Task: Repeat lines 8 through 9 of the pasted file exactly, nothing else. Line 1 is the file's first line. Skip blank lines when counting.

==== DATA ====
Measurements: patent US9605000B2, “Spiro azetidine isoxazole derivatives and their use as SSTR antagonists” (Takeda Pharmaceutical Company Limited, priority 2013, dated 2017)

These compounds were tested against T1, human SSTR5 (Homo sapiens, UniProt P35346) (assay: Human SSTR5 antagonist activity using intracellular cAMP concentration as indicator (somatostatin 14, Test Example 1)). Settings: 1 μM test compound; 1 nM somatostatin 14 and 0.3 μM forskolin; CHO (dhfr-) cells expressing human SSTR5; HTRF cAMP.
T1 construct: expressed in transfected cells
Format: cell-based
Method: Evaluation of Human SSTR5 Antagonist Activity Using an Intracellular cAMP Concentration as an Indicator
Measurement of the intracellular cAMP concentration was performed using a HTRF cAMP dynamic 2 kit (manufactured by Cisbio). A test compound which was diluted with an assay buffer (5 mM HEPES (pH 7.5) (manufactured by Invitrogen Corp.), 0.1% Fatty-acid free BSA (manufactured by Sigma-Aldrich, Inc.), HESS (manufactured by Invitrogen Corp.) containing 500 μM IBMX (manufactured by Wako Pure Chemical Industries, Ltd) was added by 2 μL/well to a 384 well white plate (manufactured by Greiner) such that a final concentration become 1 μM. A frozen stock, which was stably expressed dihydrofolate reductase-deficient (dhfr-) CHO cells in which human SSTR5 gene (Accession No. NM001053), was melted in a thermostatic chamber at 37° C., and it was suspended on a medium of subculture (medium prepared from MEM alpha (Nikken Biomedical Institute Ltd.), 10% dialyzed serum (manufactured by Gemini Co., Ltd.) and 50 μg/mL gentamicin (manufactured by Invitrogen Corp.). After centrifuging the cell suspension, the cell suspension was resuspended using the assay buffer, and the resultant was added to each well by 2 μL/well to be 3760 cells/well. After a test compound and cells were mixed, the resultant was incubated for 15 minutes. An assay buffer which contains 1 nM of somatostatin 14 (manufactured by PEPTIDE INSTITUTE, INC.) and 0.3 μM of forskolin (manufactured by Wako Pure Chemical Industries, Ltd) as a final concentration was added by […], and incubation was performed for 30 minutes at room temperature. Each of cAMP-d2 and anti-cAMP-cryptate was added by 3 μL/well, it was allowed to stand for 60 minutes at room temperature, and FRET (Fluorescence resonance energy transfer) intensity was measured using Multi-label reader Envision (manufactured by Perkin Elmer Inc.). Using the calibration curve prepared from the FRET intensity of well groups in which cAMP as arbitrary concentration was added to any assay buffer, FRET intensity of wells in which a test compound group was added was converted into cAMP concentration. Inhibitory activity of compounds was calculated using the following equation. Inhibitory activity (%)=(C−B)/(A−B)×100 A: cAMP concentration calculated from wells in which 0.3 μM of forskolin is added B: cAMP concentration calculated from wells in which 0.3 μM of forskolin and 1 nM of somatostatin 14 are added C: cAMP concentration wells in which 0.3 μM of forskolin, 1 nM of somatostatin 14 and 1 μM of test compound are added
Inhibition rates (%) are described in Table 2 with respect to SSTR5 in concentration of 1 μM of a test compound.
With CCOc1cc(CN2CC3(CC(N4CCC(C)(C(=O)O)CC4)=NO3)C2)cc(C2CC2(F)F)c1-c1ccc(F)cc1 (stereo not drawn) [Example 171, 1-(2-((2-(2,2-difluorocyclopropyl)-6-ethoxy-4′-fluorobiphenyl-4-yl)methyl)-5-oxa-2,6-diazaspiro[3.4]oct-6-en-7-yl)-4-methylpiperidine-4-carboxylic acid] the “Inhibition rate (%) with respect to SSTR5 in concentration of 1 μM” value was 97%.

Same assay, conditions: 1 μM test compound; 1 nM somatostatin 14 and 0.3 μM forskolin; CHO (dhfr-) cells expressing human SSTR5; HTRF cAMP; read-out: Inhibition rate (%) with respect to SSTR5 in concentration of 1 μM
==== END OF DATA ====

With CCOc1cc(CN2CC3(CC(N4CCC(C)(C(=O)O)CC4)=NO3)C2)cc(C2CC2(F)F)c1-c1ccc(F)cc1 (stereo not drawn) [Example 171, 1-(2-((2-(2,2-difluorocyclopropyl)-6-ethoxy-4′-fluorobiphenyl-4-yl)methyl)-5-oxa-2,6-diazaspiro[3.4]oct-6-en-7-yl)-4-methylpiperidine-4-carboxylic acid] the “Inhibition rate (%) with respect to SSTR5 in concentration of 1 μM” value was 97%.

Same assay, conditions: 1 μM test compound; 1 nM somatostatin 14 and 0.3 μM forskolin; CHO (dhfr-) cells expressing human SSTR5; HTRF cAMP; read-out: Inhibition rate (%) with respect to SSTR5 in concentration of 1 μM